Thursday, 13 March 2014

Seeing and not seeing

I was reading about the trial of Jesus; the crowd are growing louder and louder calling for Jesus' execution, but nobody knows what to do with Him.

Jesus appears before the Sanhedrin, before Pilate, and before Herod, and then is passed back to Pilate. An innocent man, He stands before the authorities bruised and bloody. He has been beaten, mocked, spat at and insulted, and yet Pilate knows that He has done nothing wrong.

Both Pilate and Herod don't want to make a decision. In all four gospels we read that they don't see a basis for a charge, and yet the mob are baying for blood and they are afraid. What are they to do? To begin with, they are uneasy, and want to see this 'King' for themselves, to find out if He was looking to depose them.  Then at the last they see the defeated, pathetic man dragged in front of them and decide that He is no threat after all.

None at all. He wasn't a pretender to the throne. He was weak and pathetic. Finished. Just another deluded Jewish unfortunate who the mob had turned against.

I picture Jesus in the fine robe in which Herod had Him dressed, blood and dirt caked on His face and body. Bruised, eyes swollen shut, nose broken and bleeding, handfuls of His beard torn out. Head bowed, exhausted, limping. Silent.

No wonder Pilate and Herod thought that there was nothing special about Him after all. He worked no miracles while they watched, He didn't argue with them, accuse them, defend himself. He appeared every inch the broken man.

The loyal disciples were nowhere to be seen, either. They were at a distance, in hiding, fearing for their own lives. What must they have been thinking? Surely they were convinced that it had all gone terribly wrong - where was their leader now? Surely this was not what Jesus had in mind when He talked of a new Kingdom, of justice and restoration and hope?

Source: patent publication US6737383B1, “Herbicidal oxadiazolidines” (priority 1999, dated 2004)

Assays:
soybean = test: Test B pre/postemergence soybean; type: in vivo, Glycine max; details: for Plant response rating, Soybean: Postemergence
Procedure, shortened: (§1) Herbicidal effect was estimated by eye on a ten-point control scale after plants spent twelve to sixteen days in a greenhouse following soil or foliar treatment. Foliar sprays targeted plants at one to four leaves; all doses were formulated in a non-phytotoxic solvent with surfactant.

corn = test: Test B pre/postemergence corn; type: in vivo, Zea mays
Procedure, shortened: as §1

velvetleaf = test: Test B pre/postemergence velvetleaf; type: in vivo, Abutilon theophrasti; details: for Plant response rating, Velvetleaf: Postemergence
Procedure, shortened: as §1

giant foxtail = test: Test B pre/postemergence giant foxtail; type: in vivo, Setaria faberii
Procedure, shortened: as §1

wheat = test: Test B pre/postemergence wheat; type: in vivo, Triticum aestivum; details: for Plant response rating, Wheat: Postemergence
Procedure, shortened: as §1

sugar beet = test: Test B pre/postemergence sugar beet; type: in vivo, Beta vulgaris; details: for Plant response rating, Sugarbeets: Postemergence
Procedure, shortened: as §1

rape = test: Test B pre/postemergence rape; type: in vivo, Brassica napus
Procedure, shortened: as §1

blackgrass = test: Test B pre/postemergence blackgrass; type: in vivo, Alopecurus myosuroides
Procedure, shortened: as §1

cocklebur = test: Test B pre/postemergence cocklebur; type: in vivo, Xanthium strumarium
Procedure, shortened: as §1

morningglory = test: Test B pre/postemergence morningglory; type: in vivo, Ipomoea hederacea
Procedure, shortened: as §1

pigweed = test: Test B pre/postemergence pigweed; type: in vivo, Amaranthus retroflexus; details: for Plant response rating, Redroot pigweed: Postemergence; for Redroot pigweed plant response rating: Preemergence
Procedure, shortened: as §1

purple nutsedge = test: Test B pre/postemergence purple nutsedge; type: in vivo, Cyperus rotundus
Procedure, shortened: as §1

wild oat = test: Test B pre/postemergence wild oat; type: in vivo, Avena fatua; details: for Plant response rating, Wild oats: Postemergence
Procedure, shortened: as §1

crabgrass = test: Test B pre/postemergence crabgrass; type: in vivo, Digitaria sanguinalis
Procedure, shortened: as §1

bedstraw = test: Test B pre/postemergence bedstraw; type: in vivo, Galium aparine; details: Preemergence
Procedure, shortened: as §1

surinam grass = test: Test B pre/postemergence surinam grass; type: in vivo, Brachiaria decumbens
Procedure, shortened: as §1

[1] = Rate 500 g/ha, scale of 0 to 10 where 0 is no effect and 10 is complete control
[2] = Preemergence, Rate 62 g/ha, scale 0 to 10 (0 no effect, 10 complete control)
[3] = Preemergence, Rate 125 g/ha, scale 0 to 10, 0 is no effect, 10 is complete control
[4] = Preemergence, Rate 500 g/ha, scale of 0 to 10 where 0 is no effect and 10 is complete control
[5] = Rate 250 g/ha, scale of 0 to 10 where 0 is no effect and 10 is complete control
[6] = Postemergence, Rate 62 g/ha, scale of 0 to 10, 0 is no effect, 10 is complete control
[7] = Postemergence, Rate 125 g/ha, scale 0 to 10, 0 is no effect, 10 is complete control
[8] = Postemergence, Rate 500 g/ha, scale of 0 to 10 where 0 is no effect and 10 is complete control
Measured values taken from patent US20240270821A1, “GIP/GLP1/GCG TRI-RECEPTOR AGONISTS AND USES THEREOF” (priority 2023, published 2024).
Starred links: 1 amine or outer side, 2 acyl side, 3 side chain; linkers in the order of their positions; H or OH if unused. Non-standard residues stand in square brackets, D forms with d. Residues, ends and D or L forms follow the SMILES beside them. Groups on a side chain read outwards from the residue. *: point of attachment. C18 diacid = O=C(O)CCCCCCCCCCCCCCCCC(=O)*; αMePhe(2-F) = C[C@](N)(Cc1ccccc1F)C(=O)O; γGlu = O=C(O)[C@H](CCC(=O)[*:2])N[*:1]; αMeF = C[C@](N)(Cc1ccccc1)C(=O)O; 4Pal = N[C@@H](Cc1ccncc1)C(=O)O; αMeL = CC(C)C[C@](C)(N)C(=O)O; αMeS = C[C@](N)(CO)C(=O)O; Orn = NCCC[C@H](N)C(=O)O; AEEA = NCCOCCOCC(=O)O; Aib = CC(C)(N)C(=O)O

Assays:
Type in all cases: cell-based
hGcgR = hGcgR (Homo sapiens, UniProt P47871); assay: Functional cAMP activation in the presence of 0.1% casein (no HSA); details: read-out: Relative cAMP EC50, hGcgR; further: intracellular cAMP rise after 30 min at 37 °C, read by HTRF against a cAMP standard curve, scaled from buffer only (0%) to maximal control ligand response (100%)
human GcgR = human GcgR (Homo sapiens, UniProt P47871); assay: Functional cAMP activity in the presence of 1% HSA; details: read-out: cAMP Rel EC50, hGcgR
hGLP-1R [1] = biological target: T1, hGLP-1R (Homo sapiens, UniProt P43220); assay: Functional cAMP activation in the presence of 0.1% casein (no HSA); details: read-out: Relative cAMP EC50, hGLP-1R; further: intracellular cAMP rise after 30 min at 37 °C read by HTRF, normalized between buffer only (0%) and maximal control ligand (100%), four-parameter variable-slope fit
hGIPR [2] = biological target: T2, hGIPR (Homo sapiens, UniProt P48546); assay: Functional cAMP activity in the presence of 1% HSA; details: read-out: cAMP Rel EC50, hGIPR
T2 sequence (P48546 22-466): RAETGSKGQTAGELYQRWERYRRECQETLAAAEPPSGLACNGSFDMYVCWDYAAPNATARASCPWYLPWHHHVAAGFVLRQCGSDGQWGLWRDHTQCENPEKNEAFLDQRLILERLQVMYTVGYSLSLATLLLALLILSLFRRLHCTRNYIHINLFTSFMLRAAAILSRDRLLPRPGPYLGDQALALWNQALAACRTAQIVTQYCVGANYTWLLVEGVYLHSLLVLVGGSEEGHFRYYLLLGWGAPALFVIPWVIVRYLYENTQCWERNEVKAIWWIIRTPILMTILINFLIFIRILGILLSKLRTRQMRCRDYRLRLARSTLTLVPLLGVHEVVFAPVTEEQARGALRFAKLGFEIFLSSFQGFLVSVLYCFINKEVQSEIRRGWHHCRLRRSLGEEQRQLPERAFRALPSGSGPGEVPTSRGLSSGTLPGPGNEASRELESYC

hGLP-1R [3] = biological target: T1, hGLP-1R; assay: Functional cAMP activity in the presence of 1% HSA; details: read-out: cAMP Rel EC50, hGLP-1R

And yet, it hadn't gone wrong after all. Impossible as it is to get my head round, it was going exactly to plan.

At the time that it seemed completely out of hand, it was all under control.
'He was oppressed and afflicted, yet he did not open his mouth;
he was led like a lamb to the slaughter, and as a sheep before her shearers is silent,
so he did not open his mouth.'

Isaiah 53:7
Jesus knew exactly what was happening and at any moment He could have called a halt to it. An army of angels would have descended and instantly struck dead everyone who had injured, mocked or spat at him if He had only summoned them.
'Do you think I cannot call on my Father, and he will at once put at my disposal more than twelve legions of angels? But how then would the Scriptures be fulfilled that say it must happen in this way?' 
Matthew 26:53-54
He had the power of Heaven at his fingertips and yet he was silent. He knew that it had to be like this. He was far from powerless, but he appeared totally broken.

It made me wonder how often I look at a situation, anxious and despairing, and ask, 'Where are you, God? Why aren't you doing anything?' 

When I'm in the middle of my struggles, the big and serious ones, or the daily trivia that gets me down, I sometimes feel defeated. I've been asking and asking, and yet God isn't helping me. Nothing is changing. I've been praying for this for years and He is silent.

The doctor says the very thing I've been dreading, even though I've implored God over and over not to let it happen. The situation that is out of my control seems to get worse instead of better. The people that I repeatedly pray for stay ill; the people that I long to introduce to Jesus stubbornly remain uninterested.

There's no point. It's all gone wrong.

Or so it seems.

Jesus looked a broken man. Not the Messiah at all, not the King of anything or anywhere. He went through all this horror and then on to an agonising and humiliating death without a fight and the soldiers stood at the foot of the cross and stole His clothes.

He looked like nothing, and yet He was everything. We know that he was indeed the King; the King of Kings. He might not have looked like the Son of God, but he was. He may have died the agonising death of a criminal, but he was alive again on the third day, and he will be back in triumph and majesty and glory and not a soul on the earth will be in any doubt about it.